When I was kid my family struggled. Social scientists today talk about ACEs or Adverse Childhood Experiences. They tabulate these to determine a child's potential for risky behavior and to determine the obstacles to that child's success. Well, ACEs, I had 'em. Divorce - check. Low society-economic status - got it. Periods of residential instability, food insecurity, domestic violence, substance abuse in the home - check, check, check, check. I knew how to make macaroni with those big blocks of yellow government cheese. I knew how to dodge the birthday party and Christmas present questions as a kid. But I was very fortunate in a number of ways. I had a loving parent who worked hard to better herself and I found a home of sorts in the little all-purpose room of my local YMCA where I was able to enroll "on scholarship" in a martial arts class.
When I was about thirteen my family moved to a new town. My kids, whose lives are a lot different than mine, are amazed when I tell them that it was, I think, my fifteenth or sixteenth move. I didn't know anyone, but I had a new younger step-brother who had some childcare at the local YMCA. One Saturday morning I hung around after dropping him off. I watched some older guys play basketball, gawked at the weight room, and eventually wandered to the back room where a martial arts class was in session. I watched until the end of class through the open door and went back and watched again the next week. A few parents watched the Saturday morning class, which was mostly kids and teens, and one of them asked me why I wasn't out there.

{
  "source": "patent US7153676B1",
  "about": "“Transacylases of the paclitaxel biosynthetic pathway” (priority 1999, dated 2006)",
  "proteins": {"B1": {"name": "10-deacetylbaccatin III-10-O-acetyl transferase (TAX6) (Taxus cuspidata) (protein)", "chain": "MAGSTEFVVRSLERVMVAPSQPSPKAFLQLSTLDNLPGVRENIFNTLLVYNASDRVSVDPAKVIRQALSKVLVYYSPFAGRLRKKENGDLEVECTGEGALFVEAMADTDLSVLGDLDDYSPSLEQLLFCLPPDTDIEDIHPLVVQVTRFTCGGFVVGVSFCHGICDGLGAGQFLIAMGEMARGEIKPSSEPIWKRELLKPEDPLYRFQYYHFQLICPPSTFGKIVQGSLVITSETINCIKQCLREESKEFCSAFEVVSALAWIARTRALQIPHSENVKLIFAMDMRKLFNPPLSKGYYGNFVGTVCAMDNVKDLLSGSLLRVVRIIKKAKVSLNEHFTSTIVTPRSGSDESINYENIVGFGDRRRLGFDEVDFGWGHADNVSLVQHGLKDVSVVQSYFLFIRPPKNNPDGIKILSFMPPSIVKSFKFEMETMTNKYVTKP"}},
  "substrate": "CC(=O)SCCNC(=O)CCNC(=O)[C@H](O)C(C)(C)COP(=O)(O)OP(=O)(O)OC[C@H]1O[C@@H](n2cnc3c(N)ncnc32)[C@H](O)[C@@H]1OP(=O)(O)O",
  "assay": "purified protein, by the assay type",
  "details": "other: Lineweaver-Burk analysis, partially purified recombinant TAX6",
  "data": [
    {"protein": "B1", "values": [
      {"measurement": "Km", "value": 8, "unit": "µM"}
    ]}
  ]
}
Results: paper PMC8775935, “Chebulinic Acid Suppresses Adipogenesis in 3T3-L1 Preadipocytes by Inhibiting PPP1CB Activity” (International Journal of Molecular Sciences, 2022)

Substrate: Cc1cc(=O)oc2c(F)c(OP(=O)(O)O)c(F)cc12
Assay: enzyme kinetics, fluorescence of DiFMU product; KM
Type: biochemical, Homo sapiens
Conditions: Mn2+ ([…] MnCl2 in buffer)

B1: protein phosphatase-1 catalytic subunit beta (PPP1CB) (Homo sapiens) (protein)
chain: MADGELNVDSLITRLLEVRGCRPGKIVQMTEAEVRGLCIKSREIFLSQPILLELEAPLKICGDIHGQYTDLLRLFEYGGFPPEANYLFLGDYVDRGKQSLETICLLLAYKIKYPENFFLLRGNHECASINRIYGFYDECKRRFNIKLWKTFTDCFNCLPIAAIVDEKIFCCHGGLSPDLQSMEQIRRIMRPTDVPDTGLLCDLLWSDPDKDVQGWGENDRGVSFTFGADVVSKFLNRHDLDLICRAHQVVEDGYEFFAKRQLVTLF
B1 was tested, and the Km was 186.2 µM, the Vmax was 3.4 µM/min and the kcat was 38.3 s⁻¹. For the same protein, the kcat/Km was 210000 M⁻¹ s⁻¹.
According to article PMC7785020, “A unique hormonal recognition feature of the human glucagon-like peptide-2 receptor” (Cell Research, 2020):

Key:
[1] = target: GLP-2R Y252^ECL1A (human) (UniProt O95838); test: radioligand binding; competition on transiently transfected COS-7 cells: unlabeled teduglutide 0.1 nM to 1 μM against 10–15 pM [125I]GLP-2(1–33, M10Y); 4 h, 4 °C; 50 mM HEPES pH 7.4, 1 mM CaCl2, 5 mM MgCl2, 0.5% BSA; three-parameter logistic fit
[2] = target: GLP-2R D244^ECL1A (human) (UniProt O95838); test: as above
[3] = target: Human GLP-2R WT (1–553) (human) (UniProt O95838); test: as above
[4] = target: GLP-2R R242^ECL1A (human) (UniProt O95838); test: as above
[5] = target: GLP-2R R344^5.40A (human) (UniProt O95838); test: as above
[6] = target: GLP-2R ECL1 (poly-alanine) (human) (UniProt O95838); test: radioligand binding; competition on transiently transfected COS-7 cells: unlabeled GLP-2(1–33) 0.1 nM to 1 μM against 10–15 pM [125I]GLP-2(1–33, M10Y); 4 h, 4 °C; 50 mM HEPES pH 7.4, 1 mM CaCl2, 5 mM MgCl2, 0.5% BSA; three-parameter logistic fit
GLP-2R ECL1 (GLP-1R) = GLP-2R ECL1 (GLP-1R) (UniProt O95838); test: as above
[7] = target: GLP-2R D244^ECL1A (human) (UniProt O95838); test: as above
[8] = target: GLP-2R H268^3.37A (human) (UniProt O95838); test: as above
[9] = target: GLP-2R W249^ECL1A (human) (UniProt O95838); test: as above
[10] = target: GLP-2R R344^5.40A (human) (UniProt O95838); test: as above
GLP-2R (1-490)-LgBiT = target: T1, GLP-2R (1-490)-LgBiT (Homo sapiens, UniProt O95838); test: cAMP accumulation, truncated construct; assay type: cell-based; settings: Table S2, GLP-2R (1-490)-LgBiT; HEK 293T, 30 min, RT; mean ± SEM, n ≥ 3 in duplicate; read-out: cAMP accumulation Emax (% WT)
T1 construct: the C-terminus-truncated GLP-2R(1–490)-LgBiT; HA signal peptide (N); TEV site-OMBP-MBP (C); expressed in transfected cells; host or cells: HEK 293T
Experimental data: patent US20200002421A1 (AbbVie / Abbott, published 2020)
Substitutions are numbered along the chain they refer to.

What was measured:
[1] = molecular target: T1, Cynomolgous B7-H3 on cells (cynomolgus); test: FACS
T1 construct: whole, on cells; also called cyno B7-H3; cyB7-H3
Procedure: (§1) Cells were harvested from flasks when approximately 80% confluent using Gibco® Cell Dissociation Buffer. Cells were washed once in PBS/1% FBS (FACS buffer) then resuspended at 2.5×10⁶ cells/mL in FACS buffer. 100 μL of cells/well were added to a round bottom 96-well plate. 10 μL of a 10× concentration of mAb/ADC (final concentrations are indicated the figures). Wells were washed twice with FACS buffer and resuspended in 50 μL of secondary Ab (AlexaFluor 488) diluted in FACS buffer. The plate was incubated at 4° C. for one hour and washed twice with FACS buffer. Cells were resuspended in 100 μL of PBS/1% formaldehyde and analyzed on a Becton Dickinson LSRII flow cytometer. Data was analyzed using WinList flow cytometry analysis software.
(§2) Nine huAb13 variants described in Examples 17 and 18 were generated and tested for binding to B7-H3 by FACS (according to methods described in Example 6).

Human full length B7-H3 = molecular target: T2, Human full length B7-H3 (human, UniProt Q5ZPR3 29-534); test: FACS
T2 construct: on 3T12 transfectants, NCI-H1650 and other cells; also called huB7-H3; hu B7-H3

I stammered some reply and left. I didn't know any of the kids in the class or any of the parents watching. I didn't know what martial art was being practiced. I did know, however, that we couldn't afford whatever a class cost (the princely sum of $22.00 a month it turns out), that I didn't have a suit to practice in, and that I probably wasn't supposed to be hanging around when my step-brother was the kid who was supposed to be at the Y.